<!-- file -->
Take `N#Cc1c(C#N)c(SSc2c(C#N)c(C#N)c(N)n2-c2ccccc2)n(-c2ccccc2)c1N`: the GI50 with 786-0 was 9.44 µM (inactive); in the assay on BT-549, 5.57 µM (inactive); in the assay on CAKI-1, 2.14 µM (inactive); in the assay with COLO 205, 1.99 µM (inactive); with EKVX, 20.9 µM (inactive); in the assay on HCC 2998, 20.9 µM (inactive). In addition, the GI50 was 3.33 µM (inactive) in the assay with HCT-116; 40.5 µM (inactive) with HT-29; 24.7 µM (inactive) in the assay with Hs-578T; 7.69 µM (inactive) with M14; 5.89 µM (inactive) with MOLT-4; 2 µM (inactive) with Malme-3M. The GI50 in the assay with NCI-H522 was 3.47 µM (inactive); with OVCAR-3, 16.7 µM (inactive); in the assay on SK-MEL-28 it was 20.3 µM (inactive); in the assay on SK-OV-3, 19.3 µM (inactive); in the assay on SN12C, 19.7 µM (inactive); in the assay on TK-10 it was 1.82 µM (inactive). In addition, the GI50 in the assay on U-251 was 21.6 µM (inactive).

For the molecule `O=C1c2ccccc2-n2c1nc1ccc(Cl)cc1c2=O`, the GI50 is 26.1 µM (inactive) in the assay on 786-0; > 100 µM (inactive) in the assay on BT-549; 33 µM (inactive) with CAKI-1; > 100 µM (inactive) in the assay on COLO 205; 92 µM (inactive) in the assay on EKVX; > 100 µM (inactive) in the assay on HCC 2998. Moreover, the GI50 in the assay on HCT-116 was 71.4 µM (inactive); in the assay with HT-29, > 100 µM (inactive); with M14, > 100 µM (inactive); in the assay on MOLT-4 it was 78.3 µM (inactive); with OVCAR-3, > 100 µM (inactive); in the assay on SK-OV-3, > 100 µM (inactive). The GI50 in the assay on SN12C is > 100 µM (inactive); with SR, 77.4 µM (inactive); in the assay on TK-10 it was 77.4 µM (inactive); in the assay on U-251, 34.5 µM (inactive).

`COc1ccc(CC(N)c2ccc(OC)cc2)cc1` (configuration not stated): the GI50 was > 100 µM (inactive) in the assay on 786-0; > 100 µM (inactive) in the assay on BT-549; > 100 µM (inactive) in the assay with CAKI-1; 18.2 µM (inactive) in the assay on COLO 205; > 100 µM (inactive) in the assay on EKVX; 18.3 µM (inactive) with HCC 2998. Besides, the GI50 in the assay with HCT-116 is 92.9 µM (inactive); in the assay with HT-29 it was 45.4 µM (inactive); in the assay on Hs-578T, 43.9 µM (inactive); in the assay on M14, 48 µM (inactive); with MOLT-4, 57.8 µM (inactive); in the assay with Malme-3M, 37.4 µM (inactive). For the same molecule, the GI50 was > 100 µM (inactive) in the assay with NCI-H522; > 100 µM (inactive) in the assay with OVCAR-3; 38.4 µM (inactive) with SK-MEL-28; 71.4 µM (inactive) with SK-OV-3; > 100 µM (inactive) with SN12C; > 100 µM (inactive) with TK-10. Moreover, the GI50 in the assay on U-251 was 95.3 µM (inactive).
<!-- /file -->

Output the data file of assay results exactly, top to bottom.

Take `N#Cc1c(C#N)c(SSc2c(C#N)c(C#N)c(N)n2-c2ccccc2)n(-c2ccccc2)c1N`: the GI50 with 786-0 was 9.44 µM (inactive); in the assay on BT-549, 5.57 µM (inactive); in the assay on CAKI-1, 2.14 µM (inactive); in the assay with COLO 205, 1.99 µM (inactive); with EKVX, 20.9 µM (inactive); in the assay on HCC 2998, 20.9 µM (inactive). In addition, the GI50 was 3.33 µM (inactive) in the assay with HCT-116; 40.5 µM (inactive) with HT-29; 24.7 µM (inactive) in the assay with Hs-578T; 7.69 µM (inactive) with M14; 5.89 µM (inactive) with MOLT-4; 2 µM (inactive) with Malme-3M. The GI50 in the assay with NCI-H522 was 3.47 µM (inactive); with OVCAR-3, 16.7 µM (inactive); in the assay on SK-MEL-28 it was 20.3 µM (inactive); in the assay on SK-OV-3, 19.3 µM (inactive); in the assay on SN12C, 19.7 µM (inactive); in the assay on TK-10 it was 1.82 µM (inactive). In addition, the GI50 in the assay on U-251 was 21.6 µM (inactive).

For the molecule `O=C1c2ccccc2-n2c1nc1ccc(Cl)cc1c2=O`, the GI50 is 26.1 µM (inactive) in the assay on 786-0; > 100 µM (inactive) in the assay on BT-549; 33 µM (inactive) with CAKI-1; > 100 µM (inactive) in the assay on COLO 205; 92 µM (inactive) in the assay on EKVX; > 100 µM (inactive) in the assay on HCC 2998. Moreover, the GI50 in the assay on HCT-116 was 71.4 µM (inactive); in the assay with HT-29, > 100 µM (inactive); with M14, > 100 µM (inactive); in the assay on MOLT-4 it was 78.3 µM (inactive); with OVCAR-3, > 100 µM (inactive); in the assay on SK-OV-3, > 100 µM (inactive). The GI50 in the assay on SN12C is > 100 µM (inactive); with SR, 77.4 µM (inactive); in the assay on TK-10 it was 77.4 µM (inactive); in the assay on U-251, 34.5 µM (inactive).

`COc1ccc(CC(N)c2ccc(OC)cc2)cc1` (configuration not stated): the GI50 was > 100 µM (inactive) in the assay on 786-0; > 100 µM (inactive) in the assay on BT-549; > 100 µM (inactive) in the assay with CAKI-1; 18.2 µM (inactive) in the assay on COLO 205; > 100 µM (inactive) in the assay on EKVX; 18.3 µM (inactive) with HCC 2998. Besides, the GI50 in the assay with HCT-116 is 92.9 µM (inactive); in the assay with HT-29 it was 45.4 µM (inactive); in the assay on Hs-578T, 43.9 µM (inactive); in the assay on M14, 48 µM (inactive); with MOLT-4, 57.8 µM (inactive); in the assay with Malme-3M, 37.4 µM (inactive). For the same molecule, the GI50 was > 100 µM (inactive) in the assay with NCI-H522; > 100 µM (inactive) in the assay with OVCAR-3; 38.4 µM (inactive) with SK-MEL-28; 71.4 µM (inactive) with SK-OV-3; > 100 µM (inactive) with SN12C; > 100 µM (inactive) with TK-10. Moreover, the GI50 in the assay on U-251 was 95.3 µM (inactive).